Are We “Doing Oracy” Now?

By Andy McHugh


Oracy is on the way. We know this because (a) the most likely next government are talking about it and (b) teachers on Twitter are already arguing about what it means and whether it matters.

There seem to be two camps already: those who say we should do it (this means books and CPD courses are on the way) and those who say we’ve always been doing it (which I disagree with).

Why do I disagree? Well, oracy is more than just ‘speaking and listening’. They can both be done without real thinking. Have you ever told students to chat to their partner about topic x, only for one of the partners to do all the talking? Or for the 1 minute of talking to be ‘completed’ by the students after 10 seconds? And just how well did the ‘listener’ understand the speaker? Did they even listen at all? Can they remember a thing that was said?

This is the issue with ‘speaking and listening’: sometimes neither of those things are done well. Oracy, in my view, is an attempt to do these things well, so that both the speaker and listener both contribute and receive more, ‘activating more learning’, for want of a better phrase.

So, should we aim to include more Oracy in our lessons? I’m not so sure. There are a lot of leaders out there who, for the right reasons, would insist on adding evidence of Oracy to a list of criteria for lesson observations. This could lead to all sorts of tick-box surface-level ‘oracy tasks’.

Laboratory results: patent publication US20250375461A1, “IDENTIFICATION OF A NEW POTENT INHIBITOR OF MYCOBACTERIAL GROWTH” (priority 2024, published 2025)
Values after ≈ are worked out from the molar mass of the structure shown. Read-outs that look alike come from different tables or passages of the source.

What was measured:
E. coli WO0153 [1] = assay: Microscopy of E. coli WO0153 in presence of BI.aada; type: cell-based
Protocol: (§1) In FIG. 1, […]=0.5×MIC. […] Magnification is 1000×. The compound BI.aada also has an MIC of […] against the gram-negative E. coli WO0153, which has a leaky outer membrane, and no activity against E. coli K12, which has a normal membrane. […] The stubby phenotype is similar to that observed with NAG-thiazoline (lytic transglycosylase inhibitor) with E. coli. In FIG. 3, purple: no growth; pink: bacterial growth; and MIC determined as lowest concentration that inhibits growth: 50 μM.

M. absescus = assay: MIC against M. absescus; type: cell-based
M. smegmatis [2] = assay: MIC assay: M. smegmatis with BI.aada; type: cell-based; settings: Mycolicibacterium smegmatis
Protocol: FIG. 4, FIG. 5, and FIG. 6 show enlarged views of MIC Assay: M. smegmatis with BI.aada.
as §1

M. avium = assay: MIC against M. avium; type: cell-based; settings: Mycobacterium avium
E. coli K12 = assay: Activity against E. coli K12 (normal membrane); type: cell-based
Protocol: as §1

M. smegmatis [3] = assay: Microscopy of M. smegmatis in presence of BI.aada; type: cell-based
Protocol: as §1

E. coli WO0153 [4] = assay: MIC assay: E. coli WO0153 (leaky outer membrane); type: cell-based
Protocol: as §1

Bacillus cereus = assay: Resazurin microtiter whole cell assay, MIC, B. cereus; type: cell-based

Not only this, but ‘structured talk’, a popular attempt to define and implement oracy, isn’t always conducive to the highest quality responses over time. What if one partner has nothing to contribute, is fearful of speaking aloud, or only has misconceptions to spread? What if one partner is highly knowledgeable? Should we cut them off mid-flow to let their relatively mute counterpart take over?

I argue that we need to allow for some professional autonomy here (which is often in short supply if teachers on social media are to be believed). Class teachers often know best when to deploy different strategies suited to the students in front of them. This sometimes does mean practising more prescriptive forms of dialogue, but sometimes it doesn’t. Students sometimes need the time and space to talk freely, without their dialogue being restricted by arbitrary timeframes, or by using special sentence starters (as helpful as both of those may sometimes be). Not everything has to be the most ‘efficient’ use of time. There, I said it.

We should tread carefully. ‘Doing oracy’ has the potential to improve greatly the ways that students speak and listen – sometimes they’re truly terrible at it, through little or no fault of their own. But let’s not use it as a blunt instrument.


You can read other articles by Andy McHugh here.


Editor of HWRK Magazine, Andy is a teacher, Head of RE and Senior Examiner who loves nothing more than a good debate.

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